In testimony before the House Committee on Energy and Commerce’s subcommittee on oversight and investigations, then director of information security issues for the Government Accountability Office (GAO) Gregory Wilshusen said that criminals, hackers, disgruntled employees, hostile nations, and terrorists all pose real threats. He said, “the threats to information systems are evolving and growing, and systems supporting our nation’s critical infrastructure are not sufficiently protected to consistently thwart the threats.”20

The United States is arguably unprepared to mount a strong defense against this type of attack, partly because there are not enough people with the kind of technological expertise needed to do so. The chief information security officer at one of America’s largest defense contracting firms told the Task Force in an interview, “The biggest challenge is the lack of qualified information security professionals. Without the right people, more technology will not do much good.”21

U.S. Global Awareness

The lack of language skills and civic and global awareness among American citizens increasingly jeopardizes their ability to interact with local and global peers or participate meaningfully in business, diplomatic, and military situations.

The United States is not producing enough foreign-language speakers to staff important posts in the U.S. Foreign Service, the intelligence community, and American companies. A GAO report found that the State Department faces “foreign language shortfalls in areas of strategic interest.”22 In Afghanistan, the report found, thirty-three [end page 11] of forty-five officers in language-designated positions did not meet the State Department’s language requirements. In Iraq, eight of fourteen officers did not have the necessary skills. Shortages in such languages as Dari, Korean, Russian, Turkish, Chinese languages, and others are substantial.23 This leaves the United States crippled in its ability to communicate effectively with others in diplomatic, military, intelligence, and business contexts.

Too many Americans are also deficient in both global awareness and knowledge of their own country’s history and values. An understanding of history, politics, culture, and traditions is important to citizenship and is essential for understanding America’s allies and its adversaries.

A failure to learn about global cultures has serious consequences: a recent report by the U.S. Army Research Institute for the Behavioral and Social Sciences asserted that “cultural learning” and “cultural agility” are critical skills in the military.24 What the authors call cross-cultural competence allows soldiers to correctly read and assess situations they encounter. It also gives them the tools they need to respond effectively and in line with the norms of the local culture. Finally, it helps them anticipate and respond to resistances or challenges that arise.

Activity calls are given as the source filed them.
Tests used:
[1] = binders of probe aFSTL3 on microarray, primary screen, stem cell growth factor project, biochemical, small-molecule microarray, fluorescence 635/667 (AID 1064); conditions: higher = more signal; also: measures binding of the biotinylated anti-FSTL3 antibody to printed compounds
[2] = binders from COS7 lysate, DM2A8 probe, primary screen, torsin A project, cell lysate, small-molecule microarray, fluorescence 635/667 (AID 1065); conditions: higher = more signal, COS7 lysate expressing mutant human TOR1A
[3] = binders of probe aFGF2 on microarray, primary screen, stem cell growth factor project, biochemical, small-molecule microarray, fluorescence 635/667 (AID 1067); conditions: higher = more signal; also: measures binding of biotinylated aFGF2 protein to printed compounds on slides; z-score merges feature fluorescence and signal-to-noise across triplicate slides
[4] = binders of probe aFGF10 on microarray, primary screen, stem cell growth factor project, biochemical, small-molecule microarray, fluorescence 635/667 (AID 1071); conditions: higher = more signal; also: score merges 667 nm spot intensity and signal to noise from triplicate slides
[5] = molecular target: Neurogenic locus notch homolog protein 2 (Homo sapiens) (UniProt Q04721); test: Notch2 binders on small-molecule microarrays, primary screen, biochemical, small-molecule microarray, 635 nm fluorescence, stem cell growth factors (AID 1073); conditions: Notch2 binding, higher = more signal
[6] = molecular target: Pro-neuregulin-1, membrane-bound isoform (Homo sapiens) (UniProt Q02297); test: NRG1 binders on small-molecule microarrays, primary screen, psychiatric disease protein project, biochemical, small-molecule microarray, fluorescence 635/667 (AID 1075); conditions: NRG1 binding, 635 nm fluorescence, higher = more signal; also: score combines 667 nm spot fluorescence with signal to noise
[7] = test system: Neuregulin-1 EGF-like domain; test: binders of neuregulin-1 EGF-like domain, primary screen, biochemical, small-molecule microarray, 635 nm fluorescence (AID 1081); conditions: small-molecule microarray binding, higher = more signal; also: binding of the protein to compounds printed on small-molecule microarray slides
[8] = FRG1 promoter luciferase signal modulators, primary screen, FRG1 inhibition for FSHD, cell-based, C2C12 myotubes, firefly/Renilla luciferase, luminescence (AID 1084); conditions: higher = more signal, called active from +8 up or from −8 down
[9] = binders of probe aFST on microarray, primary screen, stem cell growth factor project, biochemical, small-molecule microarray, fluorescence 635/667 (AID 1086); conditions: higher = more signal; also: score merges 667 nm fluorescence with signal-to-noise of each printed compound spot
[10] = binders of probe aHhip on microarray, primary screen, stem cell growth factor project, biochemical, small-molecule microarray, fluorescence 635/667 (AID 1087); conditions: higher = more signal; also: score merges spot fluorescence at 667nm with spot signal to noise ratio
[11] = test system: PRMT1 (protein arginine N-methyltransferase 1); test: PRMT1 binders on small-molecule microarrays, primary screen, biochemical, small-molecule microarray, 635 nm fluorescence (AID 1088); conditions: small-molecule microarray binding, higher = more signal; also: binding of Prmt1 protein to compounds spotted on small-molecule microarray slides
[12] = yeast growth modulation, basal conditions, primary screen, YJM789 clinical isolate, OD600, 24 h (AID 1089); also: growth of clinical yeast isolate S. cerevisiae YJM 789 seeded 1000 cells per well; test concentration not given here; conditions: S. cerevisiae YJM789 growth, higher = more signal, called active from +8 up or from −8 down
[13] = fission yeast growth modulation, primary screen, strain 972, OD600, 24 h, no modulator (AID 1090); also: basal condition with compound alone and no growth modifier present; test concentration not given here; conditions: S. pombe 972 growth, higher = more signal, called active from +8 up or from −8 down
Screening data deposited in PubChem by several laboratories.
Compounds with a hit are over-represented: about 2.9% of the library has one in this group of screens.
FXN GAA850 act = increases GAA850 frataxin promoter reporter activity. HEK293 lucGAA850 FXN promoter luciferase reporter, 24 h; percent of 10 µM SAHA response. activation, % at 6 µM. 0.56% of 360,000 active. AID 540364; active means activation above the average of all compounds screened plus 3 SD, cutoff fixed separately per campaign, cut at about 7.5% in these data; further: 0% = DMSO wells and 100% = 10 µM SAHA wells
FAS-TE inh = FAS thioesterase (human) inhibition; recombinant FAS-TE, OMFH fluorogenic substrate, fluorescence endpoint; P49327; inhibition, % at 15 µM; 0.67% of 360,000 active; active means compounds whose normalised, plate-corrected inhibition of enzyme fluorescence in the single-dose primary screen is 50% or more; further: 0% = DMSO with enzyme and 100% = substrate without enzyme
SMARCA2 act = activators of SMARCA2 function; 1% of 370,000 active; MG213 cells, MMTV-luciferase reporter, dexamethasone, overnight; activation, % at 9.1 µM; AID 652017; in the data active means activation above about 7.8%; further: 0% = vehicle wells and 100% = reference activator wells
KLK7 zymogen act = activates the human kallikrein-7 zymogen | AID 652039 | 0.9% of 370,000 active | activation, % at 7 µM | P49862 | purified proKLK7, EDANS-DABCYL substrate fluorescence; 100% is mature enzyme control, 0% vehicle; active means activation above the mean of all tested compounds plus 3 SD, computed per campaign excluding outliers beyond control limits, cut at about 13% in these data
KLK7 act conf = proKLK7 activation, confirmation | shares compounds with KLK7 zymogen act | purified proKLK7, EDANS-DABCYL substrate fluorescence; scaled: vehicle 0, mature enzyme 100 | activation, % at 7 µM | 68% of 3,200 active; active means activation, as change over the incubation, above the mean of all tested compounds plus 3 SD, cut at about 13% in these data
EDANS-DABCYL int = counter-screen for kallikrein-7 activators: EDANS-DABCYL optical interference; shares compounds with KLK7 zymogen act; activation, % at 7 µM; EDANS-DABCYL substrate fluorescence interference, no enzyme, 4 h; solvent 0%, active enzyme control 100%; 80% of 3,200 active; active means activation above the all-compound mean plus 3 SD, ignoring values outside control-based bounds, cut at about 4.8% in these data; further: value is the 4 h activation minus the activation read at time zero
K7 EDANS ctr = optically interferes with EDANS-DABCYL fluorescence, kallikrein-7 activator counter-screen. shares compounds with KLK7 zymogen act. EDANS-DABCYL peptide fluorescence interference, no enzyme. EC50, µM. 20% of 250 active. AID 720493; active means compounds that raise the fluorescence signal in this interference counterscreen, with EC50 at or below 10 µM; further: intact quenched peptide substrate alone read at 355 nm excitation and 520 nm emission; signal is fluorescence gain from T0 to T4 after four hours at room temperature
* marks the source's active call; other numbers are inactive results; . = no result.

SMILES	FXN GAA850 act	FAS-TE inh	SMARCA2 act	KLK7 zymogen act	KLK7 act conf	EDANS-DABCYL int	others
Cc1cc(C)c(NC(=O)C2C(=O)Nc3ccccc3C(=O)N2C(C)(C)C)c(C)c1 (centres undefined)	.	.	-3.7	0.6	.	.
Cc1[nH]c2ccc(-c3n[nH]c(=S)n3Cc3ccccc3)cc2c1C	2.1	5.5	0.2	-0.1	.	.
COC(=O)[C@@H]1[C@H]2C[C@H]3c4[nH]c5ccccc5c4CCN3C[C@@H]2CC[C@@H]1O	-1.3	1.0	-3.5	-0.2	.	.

“Our forces must have the ability to effectively communicate with and understand the cultures of coalition forces, international partners, and local populations,” U.S. secretary of defense Leon Panetta wrote in an August 2011 memo. “[The Department of Defense] has made progress in establishing a foundation for these capabilities, but we need to do more to meet current and future demands.”25

The United States’ Sense of Unity and Cohesion

In a broader sense, the growing gap between the educated and the undereducated is creating a widening chasm that divides Americans and has the potential to tear at the fabric of society. As problems within the American education system have worsened, mobility that was possible in previous generations has waned. For the first time, most Americans think it is unlikely that today’s youth will have a better life than their parents.26 With wider income inequality and an increase in poverty, young people born to poor parents are now less likely to perform [end page 12] well in school and graduate from college than their better-off peers, and they are increasingly less likely to rise out of poverty.27

This trend not only causes the American Dream to appear out of reach to more citizens but also breeds isolationism and fear. The Task Force fears that this trend could cause the United States to turn inward and become less capable of being a stabilizing force in the world, which it has been since the mid-twentieth century.